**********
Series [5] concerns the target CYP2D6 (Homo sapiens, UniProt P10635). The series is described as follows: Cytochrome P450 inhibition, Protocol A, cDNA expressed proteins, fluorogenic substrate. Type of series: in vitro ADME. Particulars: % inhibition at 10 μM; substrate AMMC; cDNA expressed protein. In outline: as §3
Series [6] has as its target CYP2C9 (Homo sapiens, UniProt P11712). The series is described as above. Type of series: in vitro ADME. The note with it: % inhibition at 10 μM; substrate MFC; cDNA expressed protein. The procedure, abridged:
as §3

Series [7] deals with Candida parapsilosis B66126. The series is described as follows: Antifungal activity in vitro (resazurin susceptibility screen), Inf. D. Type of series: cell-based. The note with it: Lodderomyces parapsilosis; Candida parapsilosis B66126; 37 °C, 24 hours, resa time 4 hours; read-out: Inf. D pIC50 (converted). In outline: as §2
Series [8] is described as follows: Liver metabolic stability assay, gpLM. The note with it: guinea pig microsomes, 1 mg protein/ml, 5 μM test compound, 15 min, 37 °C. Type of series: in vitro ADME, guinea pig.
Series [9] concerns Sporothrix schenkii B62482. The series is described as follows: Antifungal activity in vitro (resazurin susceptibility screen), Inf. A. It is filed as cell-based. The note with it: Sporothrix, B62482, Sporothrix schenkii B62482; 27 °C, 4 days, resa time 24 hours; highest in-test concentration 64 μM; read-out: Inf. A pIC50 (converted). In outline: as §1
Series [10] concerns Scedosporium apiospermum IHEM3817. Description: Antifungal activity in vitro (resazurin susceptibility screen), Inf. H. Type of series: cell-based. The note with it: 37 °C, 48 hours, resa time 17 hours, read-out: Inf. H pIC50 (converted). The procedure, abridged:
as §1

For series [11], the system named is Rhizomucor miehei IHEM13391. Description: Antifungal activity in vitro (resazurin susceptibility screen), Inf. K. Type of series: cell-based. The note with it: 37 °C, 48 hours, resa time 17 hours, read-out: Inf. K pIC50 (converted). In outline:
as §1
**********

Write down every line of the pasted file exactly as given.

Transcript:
Series [5] concerns the target CYP2D6 (Homo sapiens, UniProt P10635). The series is described as follows: Cytochrome P450 inhibition, Protocol A, cDNA expressed proteins, fluorogenic substrate. Type of series: in vitro ADME. Particulars: % inhibition at 10 μM; substrate AMMC; cDNA expressed protein. In outline: as §3
Series [6] has as its target CYP2C9 (Homo sapiens, UniProt P11712). The series is described as above. Type of series: in vitro ADME. The note with it: % inhibition at 10 μM; substrate MFC; cDNA expressed protein. The procedure, abridged:
as §3

Series [7] deals with Candida parapsilosis B66126. The series is described as follows: Antifungal activity in vitro (resazurin susceptibility screen), Inf. D. Type of series: cell-based. The note with it: Lodderomyces parapsilosis; Candida parapsilosis B66126; 37 °C, 24 hours, resa time 4 hours; read-out: Inf. D pIC50 (converted). In outline: as §2
Series [8] is described as follows: Liver metabolic stability assay, gpLM. The note with it: guinea pig microsomes, 1 mg protein/ml, 5 μM test compound, 15 min, 37 °C. Type of series: in vitro ADME, guinea pig.
Series [9] concerns Sporothrix schenkii B62482. The series is described as follows: Antifungal activity in vitro (resazurin susceptibility screen), Inf. A. It is filed as cell-based. The note with it: Sporothrix, B62482, Sporothrix schenkii B62482; 27 °C, 4 days, resa time 24 hours; highest in-test concentration 64 μM; read-out: Inf. A pIC50 (converted). In outline: as §1
Series [10] concerns Scedosporium apiospermum IHEM3817. Description: Antifungal activity in vitro (resazurin susceptibility screen), Inf. H. Type of series: cell-based. The note with it: 37 °C, 48 hours, resa time 17 hours, read-out: Inf. H pIC50 (converted). The procedure, abridged:
as §1

For series [11], the system named is Rhizomucor miehei IHEM13391. Description: Antifungal activity in vitro (resazurin susceptibility screen), Inf. K. Type of series: cell-based. The note with it: 37 °C, 48 hours, resa time 17 hours, read-out: Inf. K pIC50 (converted). In outline:
as §1